UAE economic recovery gaining momentum, says Standard Chartered
Gulf economies are likely to lead the region’s economic recovery over the next few years. — AP
Dubai - UAE’s real GDP projected to grow 2.5% in 2021, 3.0% in 2022 and 3.5% in 2023
The UAE’s economic recovery is gaining momentum due to the rapid administration of the Covid-19 vaccine and hosting of Expo 2020 Dubai, according to a new report released on Sunday.
“Almost 80 per cent of the UAE’s population has now been fully vaccinated, and over 85 per cent of the vulnerable population. This has allowed the economy to remain largely open, even though new cases persist. The recent surge in the Delta variant in key tourism markets including the UK and India may weaken near-term growth performance. However, Dubai’s hosting of the delayed Expo 2020 in October is likely to boost economic momentum in Q3,” Standard Chartered said in a new report.
Interestingly, Capital Economics also noted that the Delta variant poses a bigger threat to non-Gulf economies than the oil-exporting GCC countries.
“That’s good news for the Gulf countries which, for the most part, have achieved high levels of vaccine coverage. Some restrictions may still be tightened to curb outbreaks – Abu Dhabi reintroduced some measures to coincide with Eid al-Adha. But, in general, containment measures will lie towards the softer end of the spectrum and inflict little economic damage,” Capital Economics said.
It said the Gulf economies are likely to lead the region’s economic recovery over the next few years.
Standard Chartered noted that even if the target of 25 million visitors for Expo 202 is not met, the event should still drive a substantial recovery in the tourism sector.
“We expect the UAE’s recovery to gain momentum in the second half of 2021,” Standard Chartered analysts said, adding that the UAE’s real GDP is projected to grow 2.5 per cent in 2021, 3.0 per cent for 2022 and 3.5 per cent for the next year.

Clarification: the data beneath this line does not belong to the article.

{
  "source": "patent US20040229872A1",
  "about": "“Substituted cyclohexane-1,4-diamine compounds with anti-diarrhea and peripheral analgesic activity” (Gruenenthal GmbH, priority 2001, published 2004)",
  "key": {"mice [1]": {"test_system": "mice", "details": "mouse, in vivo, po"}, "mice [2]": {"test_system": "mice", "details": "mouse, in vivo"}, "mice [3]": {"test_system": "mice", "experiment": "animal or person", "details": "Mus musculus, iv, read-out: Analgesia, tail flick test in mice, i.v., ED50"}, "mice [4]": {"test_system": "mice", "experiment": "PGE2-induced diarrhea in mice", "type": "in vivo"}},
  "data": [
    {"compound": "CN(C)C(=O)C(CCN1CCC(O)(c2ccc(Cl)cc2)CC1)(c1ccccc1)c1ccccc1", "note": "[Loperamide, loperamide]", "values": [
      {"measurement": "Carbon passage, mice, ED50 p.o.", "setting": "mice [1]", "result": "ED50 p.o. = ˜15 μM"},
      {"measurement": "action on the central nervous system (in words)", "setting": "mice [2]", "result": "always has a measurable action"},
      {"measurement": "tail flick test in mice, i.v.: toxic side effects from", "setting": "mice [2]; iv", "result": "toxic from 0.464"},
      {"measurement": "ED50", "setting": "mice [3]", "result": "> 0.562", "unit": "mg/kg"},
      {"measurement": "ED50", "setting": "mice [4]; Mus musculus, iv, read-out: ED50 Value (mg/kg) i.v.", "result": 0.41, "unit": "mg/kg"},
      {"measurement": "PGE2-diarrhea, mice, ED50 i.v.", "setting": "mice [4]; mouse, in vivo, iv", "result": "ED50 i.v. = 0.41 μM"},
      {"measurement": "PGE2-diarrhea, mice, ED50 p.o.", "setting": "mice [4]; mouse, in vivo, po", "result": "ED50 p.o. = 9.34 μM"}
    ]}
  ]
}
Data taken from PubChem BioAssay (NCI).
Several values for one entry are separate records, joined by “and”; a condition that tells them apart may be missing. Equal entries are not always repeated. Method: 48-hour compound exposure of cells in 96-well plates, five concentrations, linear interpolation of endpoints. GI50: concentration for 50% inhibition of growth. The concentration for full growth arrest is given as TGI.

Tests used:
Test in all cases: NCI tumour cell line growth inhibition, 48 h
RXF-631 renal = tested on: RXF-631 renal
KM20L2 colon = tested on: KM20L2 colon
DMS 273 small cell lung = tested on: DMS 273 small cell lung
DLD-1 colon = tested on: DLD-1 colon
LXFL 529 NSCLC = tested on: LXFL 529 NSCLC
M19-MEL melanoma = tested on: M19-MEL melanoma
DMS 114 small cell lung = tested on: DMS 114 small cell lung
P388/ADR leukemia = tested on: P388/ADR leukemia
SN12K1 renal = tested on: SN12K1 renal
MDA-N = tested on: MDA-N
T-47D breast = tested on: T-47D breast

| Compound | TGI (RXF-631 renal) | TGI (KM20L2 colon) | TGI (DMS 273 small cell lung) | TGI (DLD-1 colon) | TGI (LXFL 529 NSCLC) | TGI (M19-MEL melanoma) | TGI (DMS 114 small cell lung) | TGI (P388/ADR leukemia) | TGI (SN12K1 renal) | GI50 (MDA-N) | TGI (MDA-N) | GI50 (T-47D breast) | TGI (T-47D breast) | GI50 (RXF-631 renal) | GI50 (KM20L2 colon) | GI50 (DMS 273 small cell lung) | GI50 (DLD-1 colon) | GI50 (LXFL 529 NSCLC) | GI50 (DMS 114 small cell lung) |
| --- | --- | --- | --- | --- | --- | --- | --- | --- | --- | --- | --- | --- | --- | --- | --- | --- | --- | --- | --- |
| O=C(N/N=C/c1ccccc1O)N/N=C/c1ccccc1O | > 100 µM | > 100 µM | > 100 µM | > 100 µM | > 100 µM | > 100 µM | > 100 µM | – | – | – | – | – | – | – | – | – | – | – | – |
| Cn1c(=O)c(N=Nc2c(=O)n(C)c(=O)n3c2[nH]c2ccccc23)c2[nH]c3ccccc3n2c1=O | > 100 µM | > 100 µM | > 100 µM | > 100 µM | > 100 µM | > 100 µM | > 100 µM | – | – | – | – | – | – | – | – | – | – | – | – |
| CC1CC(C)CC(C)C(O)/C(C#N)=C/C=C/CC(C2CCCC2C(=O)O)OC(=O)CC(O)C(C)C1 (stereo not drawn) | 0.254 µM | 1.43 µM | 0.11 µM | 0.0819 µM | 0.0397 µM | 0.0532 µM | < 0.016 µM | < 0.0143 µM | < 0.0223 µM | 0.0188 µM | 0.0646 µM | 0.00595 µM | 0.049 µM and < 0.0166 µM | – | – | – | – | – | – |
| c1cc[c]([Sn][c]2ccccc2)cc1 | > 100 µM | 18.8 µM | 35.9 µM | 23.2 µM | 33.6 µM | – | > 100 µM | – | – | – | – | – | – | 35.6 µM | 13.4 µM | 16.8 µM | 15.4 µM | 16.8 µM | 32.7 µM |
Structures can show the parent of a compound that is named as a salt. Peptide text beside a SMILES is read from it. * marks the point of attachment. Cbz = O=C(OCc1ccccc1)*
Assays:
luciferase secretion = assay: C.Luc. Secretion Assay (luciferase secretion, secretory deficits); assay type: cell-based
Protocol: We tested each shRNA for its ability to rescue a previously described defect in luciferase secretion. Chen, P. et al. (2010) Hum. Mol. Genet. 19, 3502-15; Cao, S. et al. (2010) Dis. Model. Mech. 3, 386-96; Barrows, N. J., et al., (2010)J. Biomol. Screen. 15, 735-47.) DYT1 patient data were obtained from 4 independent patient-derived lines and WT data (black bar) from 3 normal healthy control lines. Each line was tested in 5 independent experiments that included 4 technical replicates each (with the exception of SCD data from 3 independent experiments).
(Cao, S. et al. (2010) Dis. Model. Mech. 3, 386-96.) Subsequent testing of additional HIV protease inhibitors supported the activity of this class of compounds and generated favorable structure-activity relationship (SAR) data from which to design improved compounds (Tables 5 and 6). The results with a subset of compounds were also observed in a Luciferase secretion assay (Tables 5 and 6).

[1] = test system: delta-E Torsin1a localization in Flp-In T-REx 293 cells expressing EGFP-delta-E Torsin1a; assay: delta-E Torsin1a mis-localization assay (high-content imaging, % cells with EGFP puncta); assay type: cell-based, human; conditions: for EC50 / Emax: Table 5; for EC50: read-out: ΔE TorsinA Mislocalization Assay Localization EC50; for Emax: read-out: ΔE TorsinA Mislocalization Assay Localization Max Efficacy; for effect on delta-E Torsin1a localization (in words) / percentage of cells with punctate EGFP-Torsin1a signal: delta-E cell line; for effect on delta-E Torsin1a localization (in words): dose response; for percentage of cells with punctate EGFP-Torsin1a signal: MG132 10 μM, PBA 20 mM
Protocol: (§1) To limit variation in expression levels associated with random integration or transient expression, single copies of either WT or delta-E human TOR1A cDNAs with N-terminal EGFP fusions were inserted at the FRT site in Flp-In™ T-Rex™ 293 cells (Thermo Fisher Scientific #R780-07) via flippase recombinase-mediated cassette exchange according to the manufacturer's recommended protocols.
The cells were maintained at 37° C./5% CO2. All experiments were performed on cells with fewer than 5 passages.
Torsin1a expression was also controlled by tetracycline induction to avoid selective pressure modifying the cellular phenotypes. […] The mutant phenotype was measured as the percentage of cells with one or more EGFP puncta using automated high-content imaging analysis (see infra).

“While expatriate population growth has slowed, it did not contract in 2020 as initially feared. Policies aimed at attracting expatriates, including the liberalisation of residency requirements, should support UAE population growth in the years ahead. In line with improving fundamentals, we expect property prices to recover gradually,” it added.
In addition, higher oil production as Opec cuts are relaxed should also support growth in the second half of the year, providing fiscal space for spending on social infrastructure and other construction projects to boost economic activity.
It sees the consumer price index staying at 2.7 per cent this year and 3.0 per cent over the next two years.
In the first quarter, oil production increased 4.3 per cent quarter-on-quarter, in line with the Opec agreement although it fell 17.6 per cent year-on-year.
“We forecast a moderate fiscal deficit of 1.6 per cent of GDP this year and a current account surplus of 5.1 per cent. Debt levels are likely to stay elevated; debt-to-GDP was around 77 per cent in 2020. External liquidity remains a key strength. The UAE’s foreign assets increased to Dh393.8bn in April from a low of Dh350.7bn in June 2020,” Standard Chartered said in its third-quarter outlook report.